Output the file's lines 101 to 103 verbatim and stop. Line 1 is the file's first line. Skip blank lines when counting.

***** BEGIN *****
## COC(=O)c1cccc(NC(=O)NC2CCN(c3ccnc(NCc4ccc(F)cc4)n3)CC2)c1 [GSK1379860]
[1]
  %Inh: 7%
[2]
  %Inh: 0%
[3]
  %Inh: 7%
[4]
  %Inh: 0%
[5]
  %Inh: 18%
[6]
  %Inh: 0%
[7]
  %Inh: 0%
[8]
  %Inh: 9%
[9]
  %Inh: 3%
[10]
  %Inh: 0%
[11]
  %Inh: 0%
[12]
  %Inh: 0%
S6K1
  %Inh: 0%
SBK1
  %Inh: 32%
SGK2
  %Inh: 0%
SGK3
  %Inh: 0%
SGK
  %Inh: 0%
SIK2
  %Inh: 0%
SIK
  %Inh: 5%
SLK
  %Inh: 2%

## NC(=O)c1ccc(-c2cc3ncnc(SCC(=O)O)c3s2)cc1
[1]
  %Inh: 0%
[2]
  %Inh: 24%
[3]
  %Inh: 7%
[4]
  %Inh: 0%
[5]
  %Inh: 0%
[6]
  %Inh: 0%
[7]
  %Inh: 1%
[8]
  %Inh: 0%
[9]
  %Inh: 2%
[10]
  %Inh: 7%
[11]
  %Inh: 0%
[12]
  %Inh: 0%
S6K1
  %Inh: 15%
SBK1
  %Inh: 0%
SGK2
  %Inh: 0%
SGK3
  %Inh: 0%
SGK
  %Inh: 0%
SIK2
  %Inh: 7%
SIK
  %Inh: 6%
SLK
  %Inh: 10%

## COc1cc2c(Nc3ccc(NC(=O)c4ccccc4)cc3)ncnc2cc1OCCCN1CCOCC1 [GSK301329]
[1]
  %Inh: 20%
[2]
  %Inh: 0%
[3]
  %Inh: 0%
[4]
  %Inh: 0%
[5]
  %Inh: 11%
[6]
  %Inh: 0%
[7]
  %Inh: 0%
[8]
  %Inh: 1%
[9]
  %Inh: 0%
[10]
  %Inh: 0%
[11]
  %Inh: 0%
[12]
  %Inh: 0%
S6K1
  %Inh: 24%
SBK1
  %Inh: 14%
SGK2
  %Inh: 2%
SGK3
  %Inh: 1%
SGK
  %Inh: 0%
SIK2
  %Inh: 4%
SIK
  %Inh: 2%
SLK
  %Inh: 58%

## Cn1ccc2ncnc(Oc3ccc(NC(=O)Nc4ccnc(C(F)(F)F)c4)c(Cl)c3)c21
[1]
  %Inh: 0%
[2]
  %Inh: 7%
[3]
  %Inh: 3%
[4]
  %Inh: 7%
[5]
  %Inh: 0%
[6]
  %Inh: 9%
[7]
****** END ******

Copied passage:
  %Inh: 0%
[10]
  %Inh: 0%